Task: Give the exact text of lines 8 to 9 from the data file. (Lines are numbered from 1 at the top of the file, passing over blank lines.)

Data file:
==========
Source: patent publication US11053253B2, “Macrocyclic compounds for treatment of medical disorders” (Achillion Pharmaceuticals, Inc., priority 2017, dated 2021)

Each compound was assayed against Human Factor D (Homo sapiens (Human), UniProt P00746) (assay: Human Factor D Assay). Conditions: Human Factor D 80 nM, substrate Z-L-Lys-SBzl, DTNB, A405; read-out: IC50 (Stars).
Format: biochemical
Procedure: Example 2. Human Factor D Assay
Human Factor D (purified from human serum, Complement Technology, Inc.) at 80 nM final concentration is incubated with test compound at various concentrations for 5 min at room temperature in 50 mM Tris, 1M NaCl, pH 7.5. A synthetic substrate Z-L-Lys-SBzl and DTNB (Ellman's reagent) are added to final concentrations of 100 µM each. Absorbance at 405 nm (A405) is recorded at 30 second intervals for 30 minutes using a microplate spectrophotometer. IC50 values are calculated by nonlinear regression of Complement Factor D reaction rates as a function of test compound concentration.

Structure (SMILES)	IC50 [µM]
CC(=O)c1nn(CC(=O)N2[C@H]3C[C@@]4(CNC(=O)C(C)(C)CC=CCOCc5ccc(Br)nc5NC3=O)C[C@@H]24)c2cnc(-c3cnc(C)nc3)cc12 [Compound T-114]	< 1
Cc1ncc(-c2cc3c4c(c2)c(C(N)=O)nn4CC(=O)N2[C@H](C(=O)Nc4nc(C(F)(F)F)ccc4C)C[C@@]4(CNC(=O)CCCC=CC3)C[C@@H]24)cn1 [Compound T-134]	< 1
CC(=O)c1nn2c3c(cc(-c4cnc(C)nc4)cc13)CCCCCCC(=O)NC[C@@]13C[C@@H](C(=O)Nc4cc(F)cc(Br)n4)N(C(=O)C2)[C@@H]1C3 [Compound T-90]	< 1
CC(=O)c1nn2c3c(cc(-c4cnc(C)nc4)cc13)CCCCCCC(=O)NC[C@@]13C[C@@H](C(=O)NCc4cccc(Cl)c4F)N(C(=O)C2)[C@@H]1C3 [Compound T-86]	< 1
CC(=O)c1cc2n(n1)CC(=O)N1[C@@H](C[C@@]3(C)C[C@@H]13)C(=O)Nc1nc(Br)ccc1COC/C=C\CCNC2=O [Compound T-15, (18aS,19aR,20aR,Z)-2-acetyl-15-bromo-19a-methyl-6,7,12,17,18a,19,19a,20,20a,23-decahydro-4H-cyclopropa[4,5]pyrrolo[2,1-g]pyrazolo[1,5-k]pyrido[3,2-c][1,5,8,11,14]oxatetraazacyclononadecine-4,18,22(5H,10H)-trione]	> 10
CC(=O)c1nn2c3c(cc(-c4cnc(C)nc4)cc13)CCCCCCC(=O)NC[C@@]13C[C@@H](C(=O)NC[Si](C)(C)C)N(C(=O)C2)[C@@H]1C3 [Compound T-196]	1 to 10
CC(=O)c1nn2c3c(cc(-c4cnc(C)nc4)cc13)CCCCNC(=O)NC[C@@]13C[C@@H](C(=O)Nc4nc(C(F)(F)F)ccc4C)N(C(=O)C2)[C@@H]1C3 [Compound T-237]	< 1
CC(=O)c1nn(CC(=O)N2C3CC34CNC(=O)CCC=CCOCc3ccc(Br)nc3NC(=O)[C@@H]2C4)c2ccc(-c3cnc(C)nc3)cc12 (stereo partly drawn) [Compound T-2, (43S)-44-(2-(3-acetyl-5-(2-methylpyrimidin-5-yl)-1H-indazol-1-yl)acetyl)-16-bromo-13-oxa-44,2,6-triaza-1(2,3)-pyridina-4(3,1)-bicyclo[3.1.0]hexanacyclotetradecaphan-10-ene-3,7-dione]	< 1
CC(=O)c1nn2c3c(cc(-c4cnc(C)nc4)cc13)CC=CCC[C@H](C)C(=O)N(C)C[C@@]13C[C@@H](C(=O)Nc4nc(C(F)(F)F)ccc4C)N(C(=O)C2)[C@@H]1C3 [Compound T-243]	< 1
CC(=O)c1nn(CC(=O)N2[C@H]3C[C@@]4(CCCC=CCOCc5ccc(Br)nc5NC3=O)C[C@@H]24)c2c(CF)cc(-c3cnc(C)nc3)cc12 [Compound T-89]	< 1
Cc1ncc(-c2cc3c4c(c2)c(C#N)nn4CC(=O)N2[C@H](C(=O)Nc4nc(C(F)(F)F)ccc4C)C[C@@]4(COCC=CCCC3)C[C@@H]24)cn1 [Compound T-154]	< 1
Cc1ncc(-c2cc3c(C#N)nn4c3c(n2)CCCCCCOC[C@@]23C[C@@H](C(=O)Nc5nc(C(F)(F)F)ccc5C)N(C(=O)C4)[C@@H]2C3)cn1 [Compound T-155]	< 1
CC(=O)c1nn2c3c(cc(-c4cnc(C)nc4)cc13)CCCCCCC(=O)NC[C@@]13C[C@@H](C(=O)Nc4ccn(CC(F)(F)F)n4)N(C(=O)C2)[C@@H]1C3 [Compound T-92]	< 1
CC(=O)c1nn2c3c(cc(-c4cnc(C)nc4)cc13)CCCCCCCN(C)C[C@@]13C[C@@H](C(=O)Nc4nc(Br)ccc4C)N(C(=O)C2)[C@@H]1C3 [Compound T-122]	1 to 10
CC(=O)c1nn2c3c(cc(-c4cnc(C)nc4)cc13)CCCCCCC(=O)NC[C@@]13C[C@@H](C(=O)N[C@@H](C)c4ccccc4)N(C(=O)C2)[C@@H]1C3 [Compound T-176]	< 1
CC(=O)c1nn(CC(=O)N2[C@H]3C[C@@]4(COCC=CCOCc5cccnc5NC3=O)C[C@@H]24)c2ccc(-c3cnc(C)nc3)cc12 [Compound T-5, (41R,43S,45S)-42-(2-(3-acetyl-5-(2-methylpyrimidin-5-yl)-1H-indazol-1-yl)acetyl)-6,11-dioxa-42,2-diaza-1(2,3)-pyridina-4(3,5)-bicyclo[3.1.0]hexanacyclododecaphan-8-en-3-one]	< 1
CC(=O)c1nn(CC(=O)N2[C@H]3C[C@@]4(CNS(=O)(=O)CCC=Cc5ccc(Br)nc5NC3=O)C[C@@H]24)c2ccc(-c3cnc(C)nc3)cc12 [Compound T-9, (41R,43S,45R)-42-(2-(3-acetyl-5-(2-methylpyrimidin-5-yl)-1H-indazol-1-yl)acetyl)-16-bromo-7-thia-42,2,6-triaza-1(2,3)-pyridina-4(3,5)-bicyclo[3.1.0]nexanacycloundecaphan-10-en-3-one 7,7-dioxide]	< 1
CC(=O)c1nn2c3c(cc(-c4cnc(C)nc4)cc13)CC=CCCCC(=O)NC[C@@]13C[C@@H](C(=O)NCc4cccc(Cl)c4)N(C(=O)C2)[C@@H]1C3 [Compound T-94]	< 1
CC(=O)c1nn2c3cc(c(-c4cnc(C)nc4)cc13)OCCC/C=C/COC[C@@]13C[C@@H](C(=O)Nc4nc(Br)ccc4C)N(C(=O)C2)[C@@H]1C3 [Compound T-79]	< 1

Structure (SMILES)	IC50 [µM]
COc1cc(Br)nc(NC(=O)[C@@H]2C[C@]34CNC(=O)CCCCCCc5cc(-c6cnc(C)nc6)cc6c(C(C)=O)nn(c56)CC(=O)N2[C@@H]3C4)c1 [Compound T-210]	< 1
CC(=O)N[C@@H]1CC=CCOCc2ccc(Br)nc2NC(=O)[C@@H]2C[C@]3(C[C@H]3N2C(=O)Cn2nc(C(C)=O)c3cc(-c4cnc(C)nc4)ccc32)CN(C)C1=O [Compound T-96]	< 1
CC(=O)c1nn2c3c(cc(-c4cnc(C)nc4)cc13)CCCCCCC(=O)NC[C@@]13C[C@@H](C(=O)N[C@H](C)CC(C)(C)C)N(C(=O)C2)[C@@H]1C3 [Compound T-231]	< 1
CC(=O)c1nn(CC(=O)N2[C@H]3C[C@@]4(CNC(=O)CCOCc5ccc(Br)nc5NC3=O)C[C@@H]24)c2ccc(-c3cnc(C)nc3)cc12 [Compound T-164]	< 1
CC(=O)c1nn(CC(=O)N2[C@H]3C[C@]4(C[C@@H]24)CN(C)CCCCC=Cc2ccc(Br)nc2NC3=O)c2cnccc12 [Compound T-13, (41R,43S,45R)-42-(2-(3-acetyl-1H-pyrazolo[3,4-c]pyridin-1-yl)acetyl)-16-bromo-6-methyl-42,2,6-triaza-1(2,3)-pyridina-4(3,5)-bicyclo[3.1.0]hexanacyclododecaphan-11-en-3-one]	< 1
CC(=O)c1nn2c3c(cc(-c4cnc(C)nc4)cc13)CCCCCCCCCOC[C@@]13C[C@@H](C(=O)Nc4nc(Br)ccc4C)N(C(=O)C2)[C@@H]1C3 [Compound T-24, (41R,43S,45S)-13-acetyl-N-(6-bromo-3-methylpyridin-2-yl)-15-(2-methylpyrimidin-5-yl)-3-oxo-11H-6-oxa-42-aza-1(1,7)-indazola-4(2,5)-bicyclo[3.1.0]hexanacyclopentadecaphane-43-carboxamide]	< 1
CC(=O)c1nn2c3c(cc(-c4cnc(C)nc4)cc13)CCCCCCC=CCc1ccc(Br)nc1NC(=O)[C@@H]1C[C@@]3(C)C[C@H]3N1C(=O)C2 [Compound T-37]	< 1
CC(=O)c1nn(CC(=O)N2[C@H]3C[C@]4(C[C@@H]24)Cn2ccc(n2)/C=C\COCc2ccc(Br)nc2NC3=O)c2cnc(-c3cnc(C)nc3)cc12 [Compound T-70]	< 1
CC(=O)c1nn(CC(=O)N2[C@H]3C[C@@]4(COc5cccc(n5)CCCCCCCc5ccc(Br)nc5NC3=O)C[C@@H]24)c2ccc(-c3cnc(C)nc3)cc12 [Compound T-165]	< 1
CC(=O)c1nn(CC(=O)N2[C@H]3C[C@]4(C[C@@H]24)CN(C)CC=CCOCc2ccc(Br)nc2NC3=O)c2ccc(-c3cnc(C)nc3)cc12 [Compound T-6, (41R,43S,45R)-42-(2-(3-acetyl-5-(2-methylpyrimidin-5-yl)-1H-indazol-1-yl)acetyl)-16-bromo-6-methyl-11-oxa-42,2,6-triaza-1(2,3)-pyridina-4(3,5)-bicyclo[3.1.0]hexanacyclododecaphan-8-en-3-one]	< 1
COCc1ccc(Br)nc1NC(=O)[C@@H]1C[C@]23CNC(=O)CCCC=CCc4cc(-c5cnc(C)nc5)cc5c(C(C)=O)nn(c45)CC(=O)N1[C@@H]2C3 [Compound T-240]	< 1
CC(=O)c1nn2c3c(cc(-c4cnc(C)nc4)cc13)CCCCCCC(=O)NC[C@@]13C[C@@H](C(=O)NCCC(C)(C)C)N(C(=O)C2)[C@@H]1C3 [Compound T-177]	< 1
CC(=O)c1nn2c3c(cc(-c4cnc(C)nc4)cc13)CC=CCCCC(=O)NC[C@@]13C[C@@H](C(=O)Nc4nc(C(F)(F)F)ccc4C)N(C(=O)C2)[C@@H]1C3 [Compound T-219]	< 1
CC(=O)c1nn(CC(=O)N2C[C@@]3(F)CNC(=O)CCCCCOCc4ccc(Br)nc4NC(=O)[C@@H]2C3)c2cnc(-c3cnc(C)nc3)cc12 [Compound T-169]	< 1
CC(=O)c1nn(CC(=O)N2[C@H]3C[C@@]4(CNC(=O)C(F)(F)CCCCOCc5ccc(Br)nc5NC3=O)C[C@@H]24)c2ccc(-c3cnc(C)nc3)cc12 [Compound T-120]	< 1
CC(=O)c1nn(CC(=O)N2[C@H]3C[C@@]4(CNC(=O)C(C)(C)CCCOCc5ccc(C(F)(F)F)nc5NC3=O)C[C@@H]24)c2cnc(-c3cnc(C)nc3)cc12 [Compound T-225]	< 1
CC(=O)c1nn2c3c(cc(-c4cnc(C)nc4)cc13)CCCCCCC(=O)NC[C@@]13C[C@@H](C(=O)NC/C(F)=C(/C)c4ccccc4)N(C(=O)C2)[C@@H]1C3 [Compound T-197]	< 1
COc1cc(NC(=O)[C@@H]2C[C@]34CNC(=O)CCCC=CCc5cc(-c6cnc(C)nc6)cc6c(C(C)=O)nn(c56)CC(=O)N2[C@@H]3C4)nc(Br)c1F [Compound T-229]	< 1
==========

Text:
Cc1ncc(-c2cc3c4c(c2)c(C(N)=O)nn4CC(=O)N2[C@H](C(=O)Nc4nc(C(F)(F)F)ccc4C)C[C@@]4(CNC(=O)CCCC=CC3)C[C@@H]24)cn1 [Compound T-134]	< 1
CC(=O)c1nn2c3c(cc(-c4cnc(C)nc4)cc13)CCCCCCC(=O)NC[C@@]13C[C@@H](C(=O)Nc4cc(F)cc(Br)n4)N(C(=O)C2)[C@@H]1C3 [Compound T-90]	< 1